Healthy Homes – The Problem of Lead

Healthy Homes – The Problem of Lead

On June 9, 2009, Acting Surgeon General Steven K. Galson, MD, MPH, issued The Surgeon General’s Call to Action to Promote Healthy Homes. The Call to Action tackles a host of safety issues in the home, from falls down stairs to burn injuries to drowning in bathtubs. It also tackles important environmental issues, including lead and radon, issues that are near and dear to my heart. So, I thought in this 5 part series we could tackle some of the environmental issues that affect your home, and identify simple steps to reduce or eliminate exposure. As the Call to Action states, healthy homes lead healthier lives.

So, let’s talk about lead first.

Lead remains an environmental contaminant in our homes, a toxic legacy mostly from lead use in paint. Other sources of lead in the home include lead water pipes and solder used in plumbing; brass faucets, particularly older, imported brass faucets; toys; jewelry; ceramics; herbal and folk remedies; and more. Many of us dismiss the risk of exposure to lead, believing that the ban of lead in paints and gasoline have solved the problem. But, lead remains, even today, the number one preventable childhood environmental poison.

Children are particularly sensitive to lead exposure because of their smaller size, greater rate of lead absorption, and ongoing development. Since the 1970s, because of a number of regulatory programs, the average blood lead levels (“blls”) of US children have declined significantly, almost 80%. But, children are still exposed to lead. More importantly, new data indicates that blls once believed to be safe are not. Several recent studies indicate that children with blls at 2.0 ug/dL exhibit adverse health effects (well below the current “level of concern” of 10 ug/dL). Studies suggest a significant loss of IQ occurs in children with blls less than 7.5 ug/dL. Keep in mind that 1 out of every 10 US children has a blood lead level above 5 ug/dL.

Many moms have told me that they don’t have to worry about lead because they live in a “nice house” and their children don’t “lick the walls.” But lead exposure isn’t about living in a nice house or not eating paint chips. HUD estimates that 25% of the nation’s housing stock contains significant lead based paint hazards.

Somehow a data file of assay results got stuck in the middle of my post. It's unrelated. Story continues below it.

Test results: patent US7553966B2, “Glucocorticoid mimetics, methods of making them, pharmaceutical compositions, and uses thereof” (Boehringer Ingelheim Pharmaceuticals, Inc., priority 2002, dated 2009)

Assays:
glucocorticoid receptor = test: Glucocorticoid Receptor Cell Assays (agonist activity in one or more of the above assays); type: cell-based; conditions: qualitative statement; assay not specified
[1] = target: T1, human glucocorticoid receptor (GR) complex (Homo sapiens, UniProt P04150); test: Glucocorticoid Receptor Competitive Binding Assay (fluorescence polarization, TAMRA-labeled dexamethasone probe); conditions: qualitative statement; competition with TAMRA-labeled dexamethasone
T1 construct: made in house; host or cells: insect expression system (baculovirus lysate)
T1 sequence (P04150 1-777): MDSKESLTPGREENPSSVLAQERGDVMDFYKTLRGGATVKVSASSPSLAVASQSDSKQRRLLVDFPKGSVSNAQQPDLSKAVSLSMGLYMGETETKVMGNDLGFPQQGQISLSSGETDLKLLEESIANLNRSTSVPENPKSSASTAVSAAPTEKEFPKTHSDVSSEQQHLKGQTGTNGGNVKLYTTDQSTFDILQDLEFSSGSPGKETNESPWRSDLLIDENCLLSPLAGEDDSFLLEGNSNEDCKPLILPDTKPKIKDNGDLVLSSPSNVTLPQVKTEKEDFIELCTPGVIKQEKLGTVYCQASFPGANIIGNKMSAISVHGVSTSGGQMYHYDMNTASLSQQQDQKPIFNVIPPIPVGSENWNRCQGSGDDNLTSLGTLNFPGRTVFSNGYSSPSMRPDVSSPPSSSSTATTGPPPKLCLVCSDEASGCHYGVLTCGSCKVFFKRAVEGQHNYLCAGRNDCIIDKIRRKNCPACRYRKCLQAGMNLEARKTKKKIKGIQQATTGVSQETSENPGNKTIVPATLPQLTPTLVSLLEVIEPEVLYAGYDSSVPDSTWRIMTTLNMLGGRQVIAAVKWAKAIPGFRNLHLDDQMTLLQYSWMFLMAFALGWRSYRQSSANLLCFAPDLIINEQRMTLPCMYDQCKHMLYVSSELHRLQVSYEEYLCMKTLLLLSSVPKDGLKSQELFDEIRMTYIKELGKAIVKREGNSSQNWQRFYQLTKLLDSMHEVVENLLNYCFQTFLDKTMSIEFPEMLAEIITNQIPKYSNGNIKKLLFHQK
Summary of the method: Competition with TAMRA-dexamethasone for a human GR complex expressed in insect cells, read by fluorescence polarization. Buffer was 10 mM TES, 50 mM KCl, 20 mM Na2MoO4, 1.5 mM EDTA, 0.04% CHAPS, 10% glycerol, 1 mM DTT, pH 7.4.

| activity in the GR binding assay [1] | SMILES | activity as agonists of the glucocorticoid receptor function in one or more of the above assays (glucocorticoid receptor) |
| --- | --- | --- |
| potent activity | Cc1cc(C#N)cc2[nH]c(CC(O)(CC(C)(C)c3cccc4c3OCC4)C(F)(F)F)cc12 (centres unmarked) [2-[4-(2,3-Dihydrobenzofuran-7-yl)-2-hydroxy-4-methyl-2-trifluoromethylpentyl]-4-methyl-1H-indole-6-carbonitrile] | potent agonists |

We are exposed to lead primarily by ingestion and inhalation. Children are more likely to engage in activities that can lead to lead exposure, such as mouthing activities. Video studies of young children demonstrate that they put objects into their mouths more than 20 times per hour. If dirt on their hands or those items contains lead, children will get a shot of lead each and every time they engage in mouthing activities. In fact, thumb-sucking and other hand-to-mouth behaviors may account for as much as 80% of child lead-related exposures. On average, children under six will retain about 50% of the lead that reaches their digestive tract, and will also retain about 50% of the lead that they inhale. In comparison, adults only absorb about eleven percent (11%) of the lead they ingest.

We get lead in our homes primarily from lead based paint, which was used up until 1978, when the residential use of lead based paint was banned. Lead may also be found in varnish or wood surfaces in older homes. Although lead has been banned in paints and varnishes, the it persists in our homes, day care centers, churches and schools. Both lead from paint chips, which you can see, and lead dust, which you can’t always see, can be serious hazards.

What’s the risk of lead being in your home?

  • A house built before 1940 has an 87% chance of containing lead based paint.
  • A house built between 1940 and 1959 has a 68% chance of containing lead based paint. •
  • A house built between 1960 and 1977 has a 24% chance of containing lead based paint.


Lead paint chips from peeling paint are one source of lead, but so is lead contaminated dust, created as painted surfaces wear over time, particularly where painted surfaces rub together, such as doors, windows, and built in cabinets. We also track into our homes lead contaminated dirt from outdoors. One study found that 85% of the dirt in our homes comes from outside. That contaminated dirt then falls off of our shoes and onto our floor coverings and collects as dust in our homes.

Household dust levels of lead have been shown to be an accurate predictor of a child’s blood lead levels. The higher the lead dust lead levels, the higher the child’s blood lead level. For reference, a child’s blood lead level can rise 1 to 5 micrograms lead per deciliter of blood for every 1,000 ppm increase in dust lead. The EPA’s safe guideline for lead contamination in dust resulting from lead-based paint hazards is 40 micrograms of lead per square foot of floor (ug/ft2). But, according to the American Academy of Pediatrics, 20% of children exposed to floor dust lead levels of 40 ug/ft2 will have a blood lead level in excess of 10 ug/dl.

What can you do to make your home healthier and reduce the risk of exposure to lead? Come back tomorrow to find out.

Jennifer Taggart

Jennifer Taggart is a passionate advocate for children’s environmental health, trying to educate and inform so that we can all make the world a little bit safer for the next generation.

Note: This Perspectives Blog post is written by a guest blogger of The opinions expressed on this post do not necessarily reflect the opinions of Dr. Greene or, and as such we are not responsible for the accuracy of the information supplied. View the license for this post.

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